Distributions and Non-Traded REITs
Brokers also use the promise of high income distributions as another selling point. Many brokers often “promise” investors they will see their investment returns through distributions paid to them over the life of the investment. However, many investors buy into non-traded REITs without fully understanding that these distributions are in no way guaranteed. These distributions are entirely dependent upon how successful the fund is doing.
Many non-traded REITs attempt to keep early investors happy through consistent distributions paid for by borrowed money or money brought in through new investors. Non-traded REITs are similar to Ponzi schemes in that regard.
Non-Traded REITs are Incredibly Illiquid
Publicly traded securities are accompanied by the logistics of a free market in which to redeem investments. This means that investors can exchange their shares and receive an amount of cash equal to what their shares are currently valued. This is not the case with non-traded REITs.
Those who manage these companies want to maintain operating capital for as long as they can. Because of this, they work greatly to deter investors from withdrawing early. Investors looking to withdraw from a non-traded REIT are usually only offered buyouts on a quarterly basis with a limited amount of buyouts offered each quarter. If the amount of investors looking to withdraw exceeds the amount of buyouts offered, there could be a lot of investors stuck in an investment they don’t want to be in.
On top of this, the amount these REITs’ managers offer to these individuals is often considerably less than what investors are told their shares are presently valued at. Non-traded REITs can often only operate for a finite amount of time until it either becomes publicly traded or its assets are liquidated. It is at that point in time that an investor can liquidate their assets for what they are told the shares are valued at; however, depending on how successful the company was, the shares may actually be completely worthless at that point.
Brokers Take Advantage of Investors By Recommending Risky Non-Traded REITs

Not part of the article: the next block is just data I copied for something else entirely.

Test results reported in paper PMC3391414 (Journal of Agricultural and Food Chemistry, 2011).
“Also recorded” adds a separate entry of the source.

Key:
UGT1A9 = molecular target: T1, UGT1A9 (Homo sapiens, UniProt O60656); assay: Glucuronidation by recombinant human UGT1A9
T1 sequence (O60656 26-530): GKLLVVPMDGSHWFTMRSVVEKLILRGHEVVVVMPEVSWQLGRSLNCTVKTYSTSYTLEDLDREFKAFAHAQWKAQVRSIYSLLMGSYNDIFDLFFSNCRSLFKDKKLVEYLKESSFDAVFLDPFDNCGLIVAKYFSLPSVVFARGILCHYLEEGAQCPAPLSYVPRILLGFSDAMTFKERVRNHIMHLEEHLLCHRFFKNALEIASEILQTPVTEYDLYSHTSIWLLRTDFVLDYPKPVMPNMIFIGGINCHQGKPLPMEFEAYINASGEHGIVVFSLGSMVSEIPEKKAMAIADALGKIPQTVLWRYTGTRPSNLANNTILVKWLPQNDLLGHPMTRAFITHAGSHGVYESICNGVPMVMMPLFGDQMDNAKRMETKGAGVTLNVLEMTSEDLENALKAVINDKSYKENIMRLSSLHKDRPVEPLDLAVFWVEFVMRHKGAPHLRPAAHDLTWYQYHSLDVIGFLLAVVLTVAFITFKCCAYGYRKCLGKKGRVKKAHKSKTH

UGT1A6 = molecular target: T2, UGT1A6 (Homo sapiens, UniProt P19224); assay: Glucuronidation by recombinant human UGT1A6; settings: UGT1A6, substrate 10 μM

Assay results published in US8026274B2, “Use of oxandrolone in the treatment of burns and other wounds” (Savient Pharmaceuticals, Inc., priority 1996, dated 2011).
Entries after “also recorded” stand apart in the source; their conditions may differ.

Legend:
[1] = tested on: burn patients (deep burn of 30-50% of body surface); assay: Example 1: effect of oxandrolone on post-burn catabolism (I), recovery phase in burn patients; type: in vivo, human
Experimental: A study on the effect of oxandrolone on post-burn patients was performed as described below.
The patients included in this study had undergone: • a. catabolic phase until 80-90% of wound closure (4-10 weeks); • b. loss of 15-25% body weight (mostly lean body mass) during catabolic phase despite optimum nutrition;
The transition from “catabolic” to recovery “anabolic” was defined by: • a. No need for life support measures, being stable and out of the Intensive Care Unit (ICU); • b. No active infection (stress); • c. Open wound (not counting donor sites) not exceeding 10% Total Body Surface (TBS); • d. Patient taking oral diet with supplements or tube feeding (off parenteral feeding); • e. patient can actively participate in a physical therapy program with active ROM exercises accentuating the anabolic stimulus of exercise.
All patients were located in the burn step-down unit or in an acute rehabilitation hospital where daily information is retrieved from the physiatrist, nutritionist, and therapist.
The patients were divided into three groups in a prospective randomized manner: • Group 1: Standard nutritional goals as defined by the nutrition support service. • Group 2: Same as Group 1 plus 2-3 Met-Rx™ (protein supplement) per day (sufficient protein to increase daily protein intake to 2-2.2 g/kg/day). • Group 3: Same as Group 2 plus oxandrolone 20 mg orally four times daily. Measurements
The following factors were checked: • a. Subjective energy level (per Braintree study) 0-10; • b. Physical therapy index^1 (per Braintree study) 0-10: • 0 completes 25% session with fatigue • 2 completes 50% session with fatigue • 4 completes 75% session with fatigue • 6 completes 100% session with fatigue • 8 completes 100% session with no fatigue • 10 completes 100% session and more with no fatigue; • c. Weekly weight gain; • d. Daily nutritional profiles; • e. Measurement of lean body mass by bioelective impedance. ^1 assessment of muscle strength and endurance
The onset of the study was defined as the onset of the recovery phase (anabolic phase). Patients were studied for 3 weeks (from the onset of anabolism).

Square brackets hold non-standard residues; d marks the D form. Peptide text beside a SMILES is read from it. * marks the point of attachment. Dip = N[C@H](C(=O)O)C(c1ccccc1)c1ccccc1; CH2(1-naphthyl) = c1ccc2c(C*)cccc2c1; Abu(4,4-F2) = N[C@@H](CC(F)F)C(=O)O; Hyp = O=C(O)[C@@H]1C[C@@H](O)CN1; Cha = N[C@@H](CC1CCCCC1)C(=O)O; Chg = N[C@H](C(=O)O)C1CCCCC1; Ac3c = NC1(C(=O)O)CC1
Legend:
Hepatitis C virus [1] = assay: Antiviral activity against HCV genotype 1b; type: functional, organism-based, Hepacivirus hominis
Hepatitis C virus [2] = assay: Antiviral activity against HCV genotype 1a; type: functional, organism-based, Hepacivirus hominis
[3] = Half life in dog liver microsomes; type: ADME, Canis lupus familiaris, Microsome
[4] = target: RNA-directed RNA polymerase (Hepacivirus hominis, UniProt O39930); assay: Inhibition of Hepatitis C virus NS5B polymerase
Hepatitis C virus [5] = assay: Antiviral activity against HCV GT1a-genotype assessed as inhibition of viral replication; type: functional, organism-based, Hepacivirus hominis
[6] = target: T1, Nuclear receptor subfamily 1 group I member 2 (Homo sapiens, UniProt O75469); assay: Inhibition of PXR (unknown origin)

Non-traded REITs are incredibly harmful to investors for many reasons. Despite this, they continue to be recommended by over-zealous brokers who receive excessively high commissions for recommending these products.
Broker commissions for non-traded REITs can be as high as ten percent of the investor’s principal investment. When an investor’s principal investment is lowered by that much, it makes it almost impossible for them to see long-term positive returns. These commissions create a very obvious conflict of interest when brokers recommend products that they know—or should know— are highly unsuitable for investors. These commissions, in addition to other up-front fees when purchasing these products, are just another reason these products are so unsuitable for investors.
Securities brokers like to take advantage of the complex nature of non-traded REITs and the fact that investors like the idea of investing in real estate. If it weren’t for these less than scrupulous brokers, investors might stand a better chance of learning the true nature of non-traded REITs. That they are risky, deceptive, and illiquid investments that are unsuitable for investors—especially those with higher liquidity needs and more conservative investment objectives.
If You Suffered Losses Due to a Non-Traded REIT – Contact Oakes & Fosher
Oakes & Fosher dedicates its entire legal practice to helping investors across the nation. If you believe that your securities broker placed you in a highly unsuitable Non-Traded REIT, you may be entitled to damages. Contact Oakes & Fosher for a free and private consultation.